As for the fact that future implications and concerns that might arise out of this are somewhat vague, I would agree…they are unknown. But the fact that there are unknowns out there does not change my belief that the foundational premise should be stood up for. There are possible extreme implications such as birth control that will need to be worked out. But instead of voting against possible extreme implications, I’m voting for this amendment because of certain and unavoidable implications if it is NOT passed…which statistically speaking, is the equivalent of dozens of babies aborted in some form or another in our state every single day. We aren’t sure how some things will be interpreted in the courts if it is passed. But I DO know that the courts will continue to interpret human life as expendable if it is NOT passed.

    Alot of people are saying that maybe they should just wait for a “better written” amendment. The problem with this is that that’s exactly what most people are going to do — sit back and wait instead of actively advocating for it. And from what I have read, there are time constraints as well – if something gets voted down on the ballot, a certain amount of time must pass before the issue is allowed to be placed back on the ballot. Who knows how long it will be before a “better” amendment shows up that meets everyone’s requirements for specificity? I don’t know, and I’m not willing to wait, because lives are at stake. Christians have prayed for an opportunity to affect this on a legislative level, and now it’s here.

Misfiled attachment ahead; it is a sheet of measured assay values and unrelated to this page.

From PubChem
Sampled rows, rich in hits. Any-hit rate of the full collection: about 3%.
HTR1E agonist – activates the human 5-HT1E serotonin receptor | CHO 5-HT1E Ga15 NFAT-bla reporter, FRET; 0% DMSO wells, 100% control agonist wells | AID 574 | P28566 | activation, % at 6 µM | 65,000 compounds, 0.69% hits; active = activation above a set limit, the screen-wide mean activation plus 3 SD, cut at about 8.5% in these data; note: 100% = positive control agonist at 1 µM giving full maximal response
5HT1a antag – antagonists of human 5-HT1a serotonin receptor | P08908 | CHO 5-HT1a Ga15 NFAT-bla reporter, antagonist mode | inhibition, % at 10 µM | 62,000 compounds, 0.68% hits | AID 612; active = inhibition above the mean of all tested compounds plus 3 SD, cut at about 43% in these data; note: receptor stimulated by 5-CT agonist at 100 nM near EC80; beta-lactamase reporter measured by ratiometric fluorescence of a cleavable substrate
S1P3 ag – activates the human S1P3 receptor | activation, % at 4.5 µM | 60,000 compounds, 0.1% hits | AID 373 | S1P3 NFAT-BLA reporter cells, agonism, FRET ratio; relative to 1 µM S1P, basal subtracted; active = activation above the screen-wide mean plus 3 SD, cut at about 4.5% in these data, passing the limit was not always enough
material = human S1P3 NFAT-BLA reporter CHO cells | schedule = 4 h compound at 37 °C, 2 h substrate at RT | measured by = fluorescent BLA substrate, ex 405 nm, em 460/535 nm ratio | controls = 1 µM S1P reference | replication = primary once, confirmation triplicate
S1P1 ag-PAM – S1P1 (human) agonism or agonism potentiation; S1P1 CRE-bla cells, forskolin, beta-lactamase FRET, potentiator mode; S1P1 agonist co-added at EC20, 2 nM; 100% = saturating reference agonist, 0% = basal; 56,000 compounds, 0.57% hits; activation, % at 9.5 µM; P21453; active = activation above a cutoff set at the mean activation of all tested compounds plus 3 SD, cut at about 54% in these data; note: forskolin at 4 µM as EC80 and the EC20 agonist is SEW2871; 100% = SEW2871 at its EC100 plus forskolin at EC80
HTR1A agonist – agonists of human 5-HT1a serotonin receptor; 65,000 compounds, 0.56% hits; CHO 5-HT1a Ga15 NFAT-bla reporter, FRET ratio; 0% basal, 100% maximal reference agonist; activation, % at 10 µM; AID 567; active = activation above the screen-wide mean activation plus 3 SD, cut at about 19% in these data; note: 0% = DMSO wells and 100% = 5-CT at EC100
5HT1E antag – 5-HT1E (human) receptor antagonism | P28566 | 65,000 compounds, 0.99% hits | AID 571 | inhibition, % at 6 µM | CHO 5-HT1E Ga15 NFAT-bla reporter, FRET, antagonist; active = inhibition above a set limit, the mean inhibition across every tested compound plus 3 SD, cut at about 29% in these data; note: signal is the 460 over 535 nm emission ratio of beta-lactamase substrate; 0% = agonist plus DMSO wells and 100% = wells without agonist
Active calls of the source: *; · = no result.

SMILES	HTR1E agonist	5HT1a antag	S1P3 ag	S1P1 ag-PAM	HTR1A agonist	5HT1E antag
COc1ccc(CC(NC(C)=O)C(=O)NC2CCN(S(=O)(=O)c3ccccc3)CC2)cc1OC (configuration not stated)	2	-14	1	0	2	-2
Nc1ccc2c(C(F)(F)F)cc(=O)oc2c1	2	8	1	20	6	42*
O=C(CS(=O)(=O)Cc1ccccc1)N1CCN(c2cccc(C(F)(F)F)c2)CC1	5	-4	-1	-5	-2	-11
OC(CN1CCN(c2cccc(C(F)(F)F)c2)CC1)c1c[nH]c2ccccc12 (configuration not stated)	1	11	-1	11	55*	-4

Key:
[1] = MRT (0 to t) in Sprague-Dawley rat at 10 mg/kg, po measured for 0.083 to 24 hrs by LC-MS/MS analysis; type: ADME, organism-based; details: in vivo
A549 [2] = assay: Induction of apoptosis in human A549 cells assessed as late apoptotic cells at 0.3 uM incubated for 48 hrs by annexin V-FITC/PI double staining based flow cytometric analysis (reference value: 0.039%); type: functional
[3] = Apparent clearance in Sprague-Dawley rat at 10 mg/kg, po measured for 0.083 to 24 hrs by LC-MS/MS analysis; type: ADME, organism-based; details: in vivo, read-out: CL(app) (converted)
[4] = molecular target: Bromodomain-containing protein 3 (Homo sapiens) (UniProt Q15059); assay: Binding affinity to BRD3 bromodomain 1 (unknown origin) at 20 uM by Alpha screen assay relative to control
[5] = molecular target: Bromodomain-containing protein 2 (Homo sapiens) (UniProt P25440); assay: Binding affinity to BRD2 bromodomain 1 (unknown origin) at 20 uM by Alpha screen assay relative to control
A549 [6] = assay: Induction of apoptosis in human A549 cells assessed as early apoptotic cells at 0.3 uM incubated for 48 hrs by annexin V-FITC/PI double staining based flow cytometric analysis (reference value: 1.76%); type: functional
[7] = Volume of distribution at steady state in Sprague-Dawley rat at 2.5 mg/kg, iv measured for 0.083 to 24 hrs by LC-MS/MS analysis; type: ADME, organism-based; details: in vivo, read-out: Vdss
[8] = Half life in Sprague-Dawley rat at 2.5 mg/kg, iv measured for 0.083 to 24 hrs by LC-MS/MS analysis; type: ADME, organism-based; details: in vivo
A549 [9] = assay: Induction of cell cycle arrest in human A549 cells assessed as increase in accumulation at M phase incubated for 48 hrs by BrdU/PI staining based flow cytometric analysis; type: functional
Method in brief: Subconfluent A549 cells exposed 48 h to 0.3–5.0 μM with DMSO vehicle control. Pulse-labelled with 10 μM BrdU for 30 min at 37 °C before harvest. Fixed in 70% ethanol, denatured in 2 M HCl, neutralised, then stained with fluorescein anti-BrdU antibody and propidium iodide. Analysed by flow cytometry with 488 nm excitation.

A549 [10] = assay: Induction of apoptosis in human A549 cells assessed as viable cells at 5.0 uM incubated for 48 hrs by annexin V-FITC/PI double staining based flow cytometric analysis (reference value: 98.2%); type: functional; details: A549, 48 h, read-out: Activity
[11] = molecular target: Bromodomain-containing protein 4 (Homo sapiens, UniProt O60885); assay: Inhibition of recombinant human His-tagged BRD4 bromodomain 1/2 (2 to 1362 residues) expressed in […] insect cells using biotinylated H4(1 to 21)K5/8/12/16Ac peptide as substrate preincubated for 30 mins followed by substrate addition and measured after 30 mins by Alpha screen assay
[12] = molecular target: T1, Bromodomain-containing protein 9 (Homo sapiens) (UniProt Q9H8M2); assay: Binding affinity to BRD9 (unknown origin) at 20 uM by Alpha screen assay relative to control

Sorry this is long, but hey, so was yours! (: And I’m more than happy to keep talking about some of it if you want! Love you, friend!

  6. Thanks for your response Nikki, I didnt mean to imply you were attacking at all, Ive just seen a lot of it, and it BREAKS my heart….Christians should be talking about this openly and not in a hurtful manner thats why I appreciate your clarifications.

    You have given me tons to think about. At this moment, I am leaning more yes…but largely because of something my roomate said to me: “I would rather regret voting for this than regret voting against it.” It is poorly written in my opinion and no matter what I vote, I am ashamed that conservatives couldn’t put forth a better effort. Everything we do — writing propositions or raising babies or teaching school – should be done to the best of our abilities to glorify the Lord…in my opinion, this proposition isn’t the best we can do. And that angers me. But it is the best we have now. And I know God can use our faulty attempts to bring about change.

    you are right that the consequences from not passing this are known and certain. That is probably the best argument I have heard from anyone. What we fear is not trivial, but what we know already is grave.

    Thanks for your thoughts, I wish I weren’t going out of town this weekend because I would love to discuss and pray through this with you.